Working Waterfront In their own words

Angel Island Company (Angel Island Transport and Catered Events)

Published: March, 2002

Donna Doran, General Manager

Angel Island Company (Angel Island Transport and Catered Events)

I work for California Parks Company, a privately owned company that concessionaires in state, national and county parks. We have seventeen different operations throughout California – from lake opera

tions, Big Basin tent cabins, Angel Island, to a guest ranch up in Lassen. I’ve been with the company for fourteen years, but on Angel Island for four. We take care of all the services including bike rentals, tram tours around the island, corporate events, catering, and getting all the supplies to and from the island - from tires for the trams to the 600 cases of bottled water we go through a year. .

We have a lovely café that serves gourmet lunches. We have expanded the café so you can sit on the deck and overlook the water. We have a variety of items here - typical appetizers like poppers and french fries, gourmet sandwiches, microbrew beer, wine, coffee and lattes. We serve Panache Coffee - the best coffee in Marin. (It’s the way the beans are roasted. I would say it is a cut above the coffeehouses out there right now.) In the morning, we get on a 22-foot freight boat in Sausalito, drive over and meet the vendors in Tiburon, load everything, take it over to the island and up to the different locations. It can be a daily thing or once a week, depending on what we need. We have special boxes called “Temp-Keeps” to put all the food in. It has to be kept at temperature when it’s unloaded from the trucks and brought over. Whatever temperature we put it in at, hot or cold, it stays there for a good hour.

When we first took over in 1995, they weren’t doing corporate catering. They didn’t really understand how much freight we were going to need and they bought this old wood boat. It was called the “50/50”. (There was a 50% chance that it would make it to the island...) There were times when we thanked God for cell phones, because we were adrift and going with the tide and current until Vessel Assist came and found us. It didn’t make me nervous, though, because I have been around water a lot. I figured someone would rescue us or we would deal with it ourselves somehow, since I’m known as the female McGyver of our company. Now we have this bright red aluminum Duckworth boat. Everyone knows it’s the Angel Island boat because it’s the reddest, brightest thing on the bay.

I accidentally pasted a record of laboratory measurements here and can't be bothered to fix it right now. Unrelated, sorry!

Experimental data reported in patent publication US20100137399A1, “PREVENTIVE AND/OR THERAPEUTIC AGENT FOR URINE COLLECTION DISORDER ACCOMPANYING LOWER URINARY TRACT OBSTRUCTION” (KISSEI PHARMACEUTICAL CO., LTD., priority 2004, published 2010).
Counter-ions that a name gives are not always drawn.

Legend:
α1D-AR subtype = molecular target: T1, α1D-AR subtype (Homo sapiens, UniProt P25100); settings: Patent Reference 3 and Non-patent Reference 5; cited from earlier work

Raccoon Straights, as it’s called, sometimes offers up some challenges. You have to make sure you put the load in the boat balanced because sometimes it can be pretty hairy with the tides - white caps when the rest of the bay is quite calm. We had one person who didn’t know what balance meant. I think we had about 10 kegs in the boat and some potato chips, and all the kegs were on one side of the boat and I thought we were going to take on water. The 50/50 - you couldn’t put much on that. The water was over the waterline… And the fog can be quite interesting. Sometimes you can’t see the island. Well, you know we have charts, but it’s more of a…you’re close to shore, you see that and you’re almost there. The ferries are probably our biggest concern when it’s foggy. When people come out here to have a cup of coffee and a french fry, they have no idea how many things we have to think about just to get that food out here.